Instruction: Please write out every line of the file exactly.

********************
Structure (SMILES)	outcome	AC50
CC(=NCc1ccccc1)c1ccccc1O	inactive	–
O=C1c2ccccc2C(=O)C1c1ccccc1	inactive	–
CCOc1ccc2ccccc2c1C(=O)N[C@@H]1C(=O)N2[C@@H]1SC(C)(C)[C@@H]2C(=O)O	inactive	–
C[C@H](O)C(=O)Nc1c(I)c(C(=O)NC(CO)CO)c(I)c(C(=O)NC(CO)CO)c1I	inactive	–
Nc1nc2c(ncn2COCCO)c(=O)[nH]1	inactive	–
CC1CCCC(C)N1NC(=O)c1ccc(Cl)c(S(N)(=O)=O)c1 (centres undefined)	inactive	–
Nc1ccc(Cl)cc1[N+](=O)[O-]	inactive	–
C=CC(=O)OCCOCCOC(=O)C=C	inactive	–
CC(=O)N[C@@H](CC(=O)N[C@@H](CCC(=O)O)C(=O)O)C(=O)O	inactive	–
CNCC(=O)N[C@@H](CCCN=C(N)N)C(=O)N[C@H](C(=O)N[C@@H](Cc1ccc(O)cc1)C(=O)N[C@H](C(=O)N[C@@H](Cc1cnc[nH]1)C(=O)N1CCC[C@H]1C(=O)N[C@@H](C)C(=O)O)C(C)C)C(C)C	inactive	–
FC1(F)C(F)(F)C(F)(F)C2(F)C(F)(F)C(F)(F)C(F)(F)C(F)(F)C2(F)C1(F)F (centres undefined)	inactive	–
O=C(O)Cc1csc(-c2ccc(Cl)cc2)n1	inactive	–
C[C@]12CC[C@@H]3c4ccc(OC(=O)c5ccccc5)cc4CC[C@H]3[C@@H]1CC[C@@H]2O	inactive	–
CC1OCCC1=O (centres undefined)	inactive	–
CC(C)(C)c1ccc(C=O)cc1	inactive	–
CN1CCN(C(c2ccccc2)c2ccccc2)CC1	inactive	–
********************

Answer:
Structure (SMILES)	outcome	AC50
CC(=NCc1ccccc1)c1ccccc1O	inactive	–
O=C1c2ccccc2C(=O)C1c1ccccc1	inactive	–
CCOc1ccc2ccccc2c1C(=O)N[C@@H]1C(=O)N2[C@@H]1SC(C)(C)[C@@H]2C(=O)O	inactive	–
C[C@H](O)C(=O)Nc1c(I)c(C(=O)NC(CO)CO)c(I)c(C(=O)NC(CO)CO)c1I	inactive	–
Nc1nc2c(ncn2COCCO)c(=O)[nH]1	inactive	–
CC1CCCC(C)N1NC(=O)c1ccc(Cl)c(S(N)(=O)=O)c1 (centres undefined)	inactive	–
Nc1ccc(Cl)cc1[N+](=O)[O-]	inactive	–
C=CC(=O)OCCOCCOC(=O)C=C	inactive	–
CC(=O)N[C@@H](CC(=O)N[C@@H](CCC(=O)O)C(=O)O)C(=O)O	inactive	–
CNCC(=O)N[C@@H](CCCN=C(N)N)C(=O)N[C@H](C(=O)N[C@@H](Cc1ccc(O)cc1)C(=O)N[C@H](C(=O)N[C@@H](Cc1cnc[nH]1)C(=O)N1CCC[C@H]1C(=O)N[C@@H](C)C(=O)O)C(C)C)C(C)C	inactive	–
FC1(F)C(F)(F)C(F)(F)C2(F)C(F)(F)C(F)(F)C(F)(F)C(F)(F)C2(F)C1(F)F (centres undefined)	inactive	–
O=C(O)Cc1csc(-c2ccc(Cl)cc2)n1	inactive	–
C[C@]12CC[C@@H]3c4ccc(OC(=O)c5ccccc5)cc4CC[C@H]3[C@@H]1CC[C@@H]2O	inactive	–
CC1OCCC1=O (centres undefined)	inactive	–
CC(C)(C)c1ccc(C=O)cc1	inactive	–
CN1CCN(C(c2ccccc2)c2ccccc2)CC1	inactive	–